You may have heard people talking about ‘barefoot running‘ or ‘minimalist running shoes‘, or perhaps started to notice runners on Melbourne’s various running tracks wearing one or other of the five-toed running shoes. Questions which spring to mind include ‘Is this yet another new fad?’. Conversely, are there good reasons for the current trend we are starting to see away from highly engineered running shoes towards more naturalistic footwear and running styles?
In my mind at least, the answer is simple – our bodies weren’t designed to wear shoes. As my clients at Mosaic Myotherapy will have doubtless heard me say, we also weren’t designed to walk on regular flat surfaces (ie manufactured floors and roads), sit on chairs or use western-style bathrooms either, but that’s a topic for another day entirely. Our feet (and bodies more generally) have evolved over millions of years to enable us to run ‘as is’ ie unconstrained by shoes. While placing our feet in shoes protects us from impact, cuts and infection, research shows that it modifies our natural biomechanics and may in fact increase our likelihood of injury (not just through the foot, but also through shins, knees, hips and beyond).
Over the past six months I’ve been fortunate to spend time with some of the world’s most exciting clinician-researchers who are challenging our ideas about how humans move (Robert Schleip from Germany, Philip Beach from New Zealand and most recently, Blaise Dubois, the head of The Running Clinic in Canada and one of the world’s leading experts on prevention and rehabilitation of running injuries). Although coming from different backgrounds and perspectives, all three emphasise the clinical benefits of (re)introducing natural movement patterns into our lives to maintain musculoskeletal health and in doing so to add years to life and life to years.
This theme also emerges clearly in Christopher McDougall’s book “Born to Run” which tells the story of how he overcame running injury by adopting barefoot running practices used by some of the world’s greatest distance runners: the Tarahumara Indians of Mexico’s Copper Canyon.
Most scientists agree that as human beings, the design of our feet indicates that we intended to be long distance runners, with each foot comprising some 26 bones and in excess of 20 muscles and tendons, all of which interact to help absorb impact whilst propelling the body forward. A good example of this is the Achilles tendon and the arch of the foot working together as springs such that when one’s foot strikes the earth, they absorb the energy of impact and use it to push you forward.
Modern Running Shoes (aka ‘Big Bulky Shoes’)
Advocates of barefoot running argue that padding in modern-day running shoes is particularly problematic. The extra heel cushioning which allows runners to land heel first (heel-strike) prevents the foot and lower leg from absorbing the impact. Consequently, the forces are directed up through the leg to the knee and hip, increasing your risk of injury in these joints and the structures they support.
Studies are increasingly showing high rates of injury among runners (>50% in a season) despite the widespread use of cushioning technologies in shoes to minimise impact. In one study of military recruits published in the American Journal of Sports Medicine, the injury rate was not decreased by the practice of prescribing shoes according to foot type (i.e., low, normal or high arch; stability, cushioned or motion-controlled). If these technologies were contributing to lower injuries in runners then a lower rate of injury should have been observed in those individuals who received footwear which was specifically engineered for their particular foot type.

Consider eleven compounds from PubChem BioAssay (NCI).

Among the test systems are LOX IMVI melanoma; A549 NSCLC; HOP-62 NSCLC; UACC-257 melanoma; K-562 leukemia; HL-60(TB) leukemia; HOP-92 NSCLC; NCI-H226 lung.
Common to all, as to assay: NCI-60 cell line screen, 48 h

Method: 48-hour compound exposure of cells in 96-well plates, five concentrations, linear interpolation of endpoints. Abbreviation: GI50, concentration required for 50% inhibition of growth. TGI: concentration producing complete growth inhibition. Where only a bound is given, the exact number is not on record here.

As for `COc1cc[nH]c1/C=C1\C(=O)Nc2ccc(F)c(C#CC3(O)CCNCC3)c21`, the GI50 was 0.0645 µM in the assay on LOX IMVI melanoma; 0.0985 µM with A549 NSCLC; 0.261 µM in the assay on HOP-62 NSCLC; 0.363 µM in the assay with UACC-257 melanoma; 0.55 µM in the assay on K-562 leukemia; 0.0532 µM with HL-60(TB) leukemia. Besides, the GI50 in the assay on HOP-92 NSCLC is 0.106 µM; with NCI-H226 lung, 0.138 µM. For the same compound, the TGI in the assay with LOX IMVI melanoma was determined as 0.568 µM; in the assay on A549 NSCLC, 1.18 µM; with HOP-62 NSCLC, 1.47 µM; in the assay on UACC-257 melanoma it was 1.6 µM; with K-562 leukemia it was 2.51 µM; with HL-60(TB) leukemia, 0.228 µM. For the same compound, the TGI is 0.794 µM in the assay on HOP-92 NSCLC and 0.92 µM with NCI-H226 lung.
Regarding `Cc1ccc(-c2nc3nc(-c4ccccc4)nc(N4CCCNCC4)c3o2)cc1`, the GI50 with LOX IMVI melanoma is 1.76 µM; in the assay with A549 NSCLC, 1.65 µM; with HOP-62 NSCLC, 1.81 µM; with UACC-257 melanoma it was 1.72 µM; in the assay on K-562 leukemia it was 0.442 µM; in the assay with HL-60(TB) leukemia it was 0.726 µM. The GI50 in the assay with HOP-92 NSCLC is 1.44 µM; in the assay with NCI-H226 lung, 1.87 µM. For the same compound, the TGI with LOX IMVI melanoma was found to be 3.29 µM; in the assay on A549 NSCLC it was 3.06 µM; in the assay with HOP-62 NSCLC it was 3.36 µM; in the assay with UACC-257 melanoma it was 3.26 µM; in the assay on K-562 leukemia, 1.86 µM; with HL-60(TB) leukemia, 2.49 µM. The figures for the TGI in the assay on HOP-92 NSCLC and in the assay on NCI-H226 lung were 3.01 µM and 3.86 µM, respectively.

Scientists believe that a mid-foot landing is better for your joints than heel-striking, as tends to happen when people running in the modern-day running shoes, or ‘big bulky shoes’ to borrow a phrase oft used by the Running Clinic’s Blaise Duboise. Likewise, landing on the ball of one’s foot (not the toes!), allows the Achilles tendon and arch of the foot to do what they were designed to do – ie absorb impact and propel forward. This then allows you to run more efficiently as the momentum is naturally transferred forward. Conversely, with heel striking, the body slows down a little, forcing the runner to work much harder in order to move forward, thereby increasing the potential for fatigue and in turn increasing the chance of technique associated injury. Common examples of injuries seen in runners include shin splints, plantar fasciitis, stress fractures and iliotibial band syndrome to name but a few.
Transitioning to Barefoot Running
While barefoot running may appear to be a panacea for those of us afflicted by pain and other dysfunctions which limit our ability to run as we’d like, transitioning to a more naturalistic running style is necessarily a gradual process which requires patience and dedication.
In short, when it comes to the clients we see at Mosaic Myotherapy, our general advice is to start the process by running barefoot (or with minimalist shoes) for one minute on the first day, at the start of the run, and to extend that by one minute each day to allow for gradual adaption. We also counsel our clients to listen to their bodies and be especially alert to new pain in the calf, achilles tendon, sole of the foot and top of the foot as this may indicate the progression is too fast and needs to be slowed down.
Stay tuned for more posts about transitioning to barefoot or minimalist running. To learn more about what we do and how we can help you achieve your goals, call us today on 1300 55 44 51.